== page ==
Longtime topper of seminal Jazz Festival was 76
Claude Nobs, the founder and general manager of the Montreux Jazz Festival, whose passion for music and artistry introduced generations of legendary musicians to international audiences on the Swiss stage, has died. He was 76.
The Jazz Festival said Nobs, a native of Montreux, died Thursday after sustaining injuries from a fall while cross-country skiing nearby on Christmas Eve.
Nobs worked his way from being a chef and director of Montreux’s tourism office, where he organized charity concerts, to overseeing one of the most iconic music festivals in the world. Staring as a jazz-centric event in the late-’60s, the festival later widened its scope to include major rock, folk, hip-hop and world music acts.
On its website, the festival said Nobs’ death came by “surprise as if to remind us once more, that in life as in music, each great performance could be the last one even if the show must go on.”
It was from a visit to the New York offices of Atlantic Records that the first festival in his home city was born in June 1967, featuring musicians such as Keith Jarrett and Jack DeJohnette.
The festival was an overnight success, building over the decades on Nobs’ passion for jazz as well as his gumption and contacts abroad.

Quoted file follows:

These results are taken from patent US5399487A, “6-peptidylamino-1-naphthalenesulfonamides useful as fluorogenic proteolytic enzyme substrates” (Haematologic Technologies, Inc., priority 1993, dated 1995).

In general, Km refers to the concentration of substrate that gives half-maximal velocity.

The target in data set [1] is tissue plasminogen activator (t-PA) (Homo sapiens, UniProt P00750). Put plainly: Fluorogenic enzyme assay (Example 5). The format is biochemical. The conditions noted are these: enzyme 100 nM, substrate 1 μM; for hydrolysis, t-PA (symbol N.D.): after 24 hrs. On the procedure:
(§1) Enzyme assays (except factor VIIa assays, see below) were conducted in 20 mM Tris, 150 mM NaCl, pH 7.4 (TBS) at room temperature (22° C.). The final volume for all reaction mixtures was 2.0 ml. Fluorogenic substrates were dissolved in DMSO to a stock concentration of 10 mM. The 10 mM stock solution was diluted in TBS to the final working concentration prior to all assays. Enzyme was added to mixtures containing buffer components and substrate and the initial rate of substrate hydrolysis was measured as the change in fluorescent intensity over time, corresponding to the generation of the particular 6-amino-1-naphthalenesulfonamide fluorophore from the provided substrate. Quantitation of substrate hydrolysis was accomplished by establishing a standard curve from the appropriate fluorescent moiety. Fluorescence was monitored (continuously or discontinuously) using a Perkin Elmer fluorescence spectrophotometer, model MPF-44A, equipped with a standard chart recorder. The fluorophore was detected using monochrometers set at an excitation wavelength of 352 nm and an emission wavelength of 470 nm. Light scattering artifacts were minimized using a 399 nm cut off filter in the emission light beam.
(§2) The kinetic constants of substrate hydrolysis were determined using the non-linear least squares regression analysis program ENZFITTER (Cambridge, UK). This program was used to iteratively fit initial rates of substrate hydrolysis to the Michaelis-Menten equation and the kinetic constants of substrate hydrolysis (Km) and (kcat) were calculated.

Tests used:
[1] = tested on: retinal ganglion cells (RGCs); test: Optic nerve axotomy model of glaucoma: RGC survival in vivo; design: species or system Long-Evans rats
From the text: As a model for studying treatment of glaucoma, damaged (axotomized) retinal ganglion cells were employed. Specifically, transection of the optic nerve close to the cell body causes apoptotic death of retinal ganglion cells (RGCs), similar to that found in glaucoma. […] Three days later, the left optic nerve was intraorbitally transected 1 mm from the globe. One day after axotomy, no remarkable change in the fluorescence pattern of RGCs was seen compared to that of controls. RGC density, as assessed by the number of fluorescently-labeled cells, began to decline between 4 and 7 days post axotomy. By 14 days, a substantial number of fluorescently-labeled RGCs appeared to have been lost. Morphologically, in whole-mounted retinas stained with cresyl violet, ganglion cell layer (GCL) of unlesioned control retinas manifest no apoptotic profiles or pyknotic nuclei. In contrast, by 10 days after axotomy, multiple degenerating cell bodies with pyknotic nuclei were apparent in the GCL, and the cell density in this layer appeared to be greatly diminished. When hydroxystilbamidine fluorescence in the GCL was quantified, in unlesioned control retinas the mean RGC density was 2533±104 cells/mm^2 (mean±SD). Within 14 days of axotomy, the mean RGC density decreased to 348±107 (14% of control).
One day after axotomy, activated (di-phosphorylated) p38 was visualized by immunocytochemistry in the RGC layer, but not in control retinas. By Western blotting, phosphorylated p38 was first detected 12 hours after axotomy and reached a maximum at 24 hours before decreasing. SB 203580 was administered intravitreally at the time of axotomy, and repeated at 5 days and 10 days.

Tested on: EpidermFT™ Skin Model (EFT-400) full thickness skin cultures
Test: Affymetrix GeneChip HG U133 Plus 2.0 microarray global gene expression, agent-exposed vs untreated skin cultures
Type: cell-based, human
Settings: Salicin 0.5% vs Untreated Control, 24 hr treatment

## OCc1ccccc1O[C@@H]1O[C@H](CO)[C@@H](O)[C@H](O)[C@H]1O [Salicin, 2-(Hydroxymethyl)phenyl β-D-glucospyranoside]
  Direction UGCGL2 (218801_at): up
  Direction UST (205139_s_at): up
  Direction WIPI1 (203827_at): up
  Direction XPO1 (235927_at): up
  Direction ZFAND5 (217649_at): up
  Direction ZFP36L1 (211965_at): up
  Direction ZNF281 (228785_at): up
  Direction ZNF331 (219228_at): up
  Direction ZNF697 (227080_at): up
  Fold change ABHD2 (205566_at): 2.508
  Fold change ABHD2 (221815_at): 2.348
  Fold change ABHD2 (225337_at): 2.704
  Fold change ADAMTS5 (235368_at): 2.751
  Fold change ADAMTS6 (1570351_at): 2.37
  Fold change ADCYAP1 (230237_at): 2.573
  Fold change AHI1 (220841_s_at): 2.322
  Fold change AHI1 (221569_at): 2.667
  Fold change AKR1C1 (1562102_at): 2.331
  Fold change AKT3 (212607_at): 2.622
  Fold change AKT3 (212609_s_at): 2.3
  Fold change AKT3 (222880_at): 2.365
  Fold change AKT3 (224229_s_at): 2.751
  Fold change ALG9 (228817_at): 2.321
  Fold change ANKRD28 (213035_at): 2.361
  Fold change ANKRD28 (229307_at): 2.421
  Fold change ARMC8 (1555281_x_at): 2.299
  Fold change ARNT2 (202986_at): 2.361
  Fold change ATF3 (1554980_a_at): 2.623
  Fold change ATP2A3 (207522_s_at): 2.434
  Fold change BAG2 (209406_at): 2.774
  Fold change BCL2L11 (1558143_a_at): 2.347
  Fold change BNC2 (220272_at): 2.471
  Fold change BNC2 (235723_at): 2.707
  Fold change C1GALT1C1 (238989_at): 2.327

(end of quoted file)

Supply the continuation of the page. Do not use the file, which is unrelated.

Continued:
From that meeting in New York, Nobs went on to gain career-forming introductions to musical greats such as Roberta Flack and Aretha Franklin, who would make her first European tour at his request.
An early incident involving the rock group Deep Purple, which had come to Montreux to record an album after performing with Frank Zappa, became forever linked with Nobs.
During a fire at Zappa’s concert in 1971, Nobs rushed to save several young concert-goers. Deep Purple’s hit song, “Smoke on the Water,” would memorialize the accident — with Nobs as “Funky Claude” pulling kids to safety.
Two years later, Nobs became director of the Swiss branch of Warner, Elektra and Atlantic, a position that gave him added clout to introduce heavyweights on the Montreux stage.
By the 1990s, he was sharing festival-directing duties with the music producer Quincy Jones and bringing in Miles Davis as an honorary host.
Nobs, whose enthusiasm for greeting musicians at his office and chalet home cemented his standing and boosted the profile of his home, also became known for occasionally taking the stage to play harmonica.